When the McDonnell Douglas (now part of Boeing) F-15 Eagle took to the skies for the first time, there was little doubt that it would be a tremendous success…as a fighter. There was a non-trivial group of influencers in the fighter community that believed fighters were fighters and bombers were bombers, and never the twain should meet. “Not a pound for air-to-ground” was their mantra, and they spoke it long and loud.
But the realities of aircraft procurement, and the ever-rising costs associated with the process, meant that the Air Force had to at least consider multiple roles for their purchases. Since its creation, McDonnell Douglas had been preaching the Eagle’s ground attack capabilities, hoping to persuade the Air Force to augment (and eventually replace) its fleet of F-111 Aardvarks, as well as the few remaining F-4 Phantoms not yet dedicated to defense suppression.
For its part, the F-111 was an outstanding attack aircraft, possessing awesome low-level performance (its record in the 1st Gulf War backs that assertion). But its early teething problems and a disastrous first deployment in Vietnam left a blot that could not be expunged, regardless of record.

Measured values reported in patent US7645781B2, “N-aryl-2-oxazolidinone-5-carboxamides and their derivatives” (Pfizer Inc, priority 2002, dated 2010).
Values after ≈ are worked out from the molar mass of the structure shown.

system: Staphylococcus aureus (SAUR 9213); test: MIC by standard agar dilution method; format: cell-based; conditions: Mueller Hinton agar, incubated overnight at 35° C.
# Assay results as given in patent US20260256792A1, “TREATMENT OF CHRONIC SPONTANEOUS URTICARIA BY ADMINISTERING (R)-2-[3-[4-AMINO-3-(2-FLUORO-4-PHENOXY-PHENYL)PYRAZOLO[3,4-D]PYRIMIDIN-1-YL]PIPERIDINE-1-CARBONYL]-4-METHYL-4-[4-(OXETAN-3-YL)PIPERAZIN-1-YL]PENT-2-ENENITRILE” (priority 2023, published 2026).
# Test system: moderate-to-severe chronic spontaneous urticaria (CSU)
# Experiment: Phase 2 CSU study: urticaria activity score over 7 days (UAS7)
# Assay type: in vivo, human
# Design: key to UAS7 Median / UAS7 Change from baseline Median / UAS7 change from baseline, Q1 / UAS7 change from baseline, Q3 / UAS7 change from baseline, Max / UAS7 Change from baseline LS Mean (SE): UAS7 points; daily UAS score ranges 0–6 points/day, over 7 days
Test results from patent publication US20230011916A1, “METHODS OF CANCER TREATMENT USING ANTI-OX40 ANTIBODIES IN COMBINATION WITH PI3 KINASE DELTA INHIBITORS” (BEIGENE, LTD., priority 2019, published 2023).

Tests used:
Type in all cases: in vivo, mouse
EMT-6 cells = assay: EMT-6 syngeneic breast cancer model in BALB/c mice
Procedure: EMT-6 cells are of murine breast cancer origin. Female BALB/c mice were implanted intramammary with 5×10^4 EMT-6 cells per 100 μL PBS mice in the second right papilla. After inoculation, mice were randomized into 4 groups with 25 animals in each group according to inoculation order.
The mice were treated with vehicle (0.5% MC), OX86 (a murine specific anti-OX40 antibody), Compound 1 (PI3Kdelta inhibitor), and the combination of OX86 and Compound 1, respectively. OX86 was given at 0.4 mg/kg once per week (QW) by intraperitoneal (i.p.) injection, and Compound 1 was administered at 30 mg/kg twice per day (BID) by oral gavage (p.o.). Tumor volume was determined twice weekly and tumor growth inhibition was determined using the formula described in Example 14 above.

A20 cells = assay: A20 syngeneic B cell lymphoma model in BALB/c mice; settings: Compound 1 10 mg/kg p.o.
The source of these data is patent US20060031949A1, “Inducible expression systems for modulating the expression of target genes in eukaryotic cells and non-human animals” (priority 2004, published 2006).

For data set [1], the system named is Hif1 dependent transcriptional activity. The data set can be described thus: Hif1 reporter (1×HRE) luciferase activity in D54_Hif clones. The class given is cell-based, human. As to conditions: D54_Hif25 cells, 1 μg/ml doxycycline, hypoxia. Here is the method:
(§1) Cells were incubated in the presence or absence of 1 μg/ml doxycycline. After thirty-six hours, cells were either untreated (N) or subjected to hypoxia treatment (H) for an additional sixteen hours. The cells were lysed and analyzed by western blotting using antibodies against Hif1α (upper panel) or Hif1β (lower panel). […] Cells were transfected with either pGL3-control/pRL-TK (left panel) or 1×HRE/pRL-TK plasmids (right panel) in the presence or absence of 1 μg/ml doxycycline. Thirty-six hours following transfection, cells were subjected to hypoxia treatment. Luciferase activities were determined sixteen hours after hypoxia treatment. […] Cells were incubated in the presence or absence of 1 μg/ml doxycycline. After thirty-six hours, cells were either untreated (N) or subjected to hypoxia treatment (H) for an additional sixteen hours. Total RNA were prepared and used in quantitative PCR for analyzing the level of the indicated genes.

So the Air Force opened a competition and McDonnell Douglas got to work. Starting with a 2-seat D-model, they developed add-on conformal fuel tanks that were attached to the fuselage. Additional hardpoints were added to carry bombs and the airframe was strengthened to handle the additional stresses and weight. The engines were upgraded to higher-performing models.
But the most important changes came in the cockpit and in the nose (where the radar dish was housed). An advanced Hughes Synthetic Apeture Radar was shoehorned into the nose, and the cockpit was completely revamped. The “guy-in-back” was presented with four massive liquid crystal displays. The Pave Tack technology (perfected in the F-111) was installed, along with numerous additional sensors and the top-of-the-line LANTIRN infrared system.
McDonnell Douglas brought their creation to the competition, facing the Panavia Tornado and an incredible delta-winged F-16 from General Dynamics. And while the F-15 didn’t have quite the low-altitude performance of the F-111, its overall performance and advanced technology allowed it to carry the day and win the fly-offs.
This ground-attack F-15, a dark gray 2-seat E-model that was named the Strike Eagle, first flew as a production aircraft on December 11, 1986.
Recommended Reading: World Air Power Journal – This publication has ceased production, but Volume 21 (from the summer of 1995) has the Strike Eagle as its focus aircraft. If you can find a copy…